Bradshaw-Jones said: “Organisations must be mindful about the potential risks to the company when being mentioned in social media posts. They need to ensure they have robust policies in place and set clear expectations for appropriate social media behaviour to navigate this and effectively protect their brands image and reputation.”
Death of the 9-5?
But does this signal the death of the 9-5, and is Gen Z leading the charge?
“The 9-5 week is absolutely a thing of the past,” Chris Preston, director of The Culture Builders, said. “It has been for some time in many organisations. But there’s still a volume of work needed, and shifting the times you work doesn’t solve the commute or the impact on our lives.”
But, he noted, young people entering the workforce may need more support and supervision as they adjust to the world of work before being able to have an effective flexible pattern.
“[Gen Z workers] need close supervision, support, mentoring and help. Doing this remotely is almost impossible. The critical point is to clearly explain this, and ensure that you deliver on the promise to nurture them at every opportunity. Make the commute worthwhile.”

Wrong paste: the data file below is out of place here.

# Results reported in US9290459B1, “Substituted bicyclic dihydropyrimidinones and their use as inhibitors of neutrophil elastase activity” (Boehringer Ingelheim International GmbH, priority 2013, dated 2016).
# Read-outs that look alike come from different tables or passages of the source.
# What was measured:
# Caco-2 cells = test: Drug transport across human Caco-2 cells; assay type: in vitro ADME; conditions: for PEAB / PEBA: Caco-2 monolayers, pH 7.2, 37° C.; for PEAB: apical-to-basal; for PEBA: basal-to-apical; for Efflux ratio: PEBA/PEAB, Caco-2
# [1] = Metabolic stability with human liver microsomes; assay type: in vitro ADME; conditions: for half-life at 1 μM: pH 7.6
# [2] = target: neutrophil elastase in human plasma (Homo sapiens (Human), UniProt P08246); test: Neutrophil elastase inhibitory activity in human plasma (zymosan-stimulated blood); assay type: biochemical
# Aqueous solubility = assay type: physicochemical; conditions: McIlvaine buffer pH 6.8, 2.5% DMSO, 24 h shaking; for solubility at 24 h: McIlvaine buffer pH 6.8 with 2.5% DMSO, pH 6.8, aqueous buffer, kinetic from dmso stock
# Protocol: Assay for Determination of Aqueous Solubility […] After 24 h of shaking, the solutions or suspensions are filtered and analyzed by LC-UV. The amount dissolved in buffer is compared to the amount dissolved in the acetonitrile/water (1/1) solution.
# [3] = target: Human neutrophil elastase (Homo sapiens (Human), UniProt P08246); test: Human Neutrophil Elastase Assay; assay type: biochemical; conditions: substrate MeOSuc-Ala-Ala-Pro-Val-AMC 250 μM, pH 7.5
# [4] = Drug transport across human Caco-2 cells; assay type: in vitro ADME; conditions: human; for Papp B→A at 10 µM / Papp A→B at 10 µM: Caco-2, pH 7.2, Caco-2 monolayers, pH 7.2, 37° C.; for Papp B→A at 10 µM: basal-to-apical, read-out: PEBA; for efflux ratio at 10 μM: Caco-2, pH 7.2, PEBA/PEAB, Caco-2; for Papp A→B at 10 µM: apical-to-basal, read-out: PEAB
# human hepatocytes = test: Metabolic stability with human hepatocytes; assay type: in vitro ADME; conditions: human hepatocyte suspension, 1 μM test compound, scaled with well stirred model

Campbell instead said that the 9-5 should be seen as a “benchmark” that provides a “useful framework for ‘reasonable working hours’’’.
“I don’t think it should be eroded,” she said, “but an additional framework of flexible working needs to be accepted and welcomed in order to keep employees productive, engaged and creative”.
Read the CIPD’s tips on implementing and managing flexible working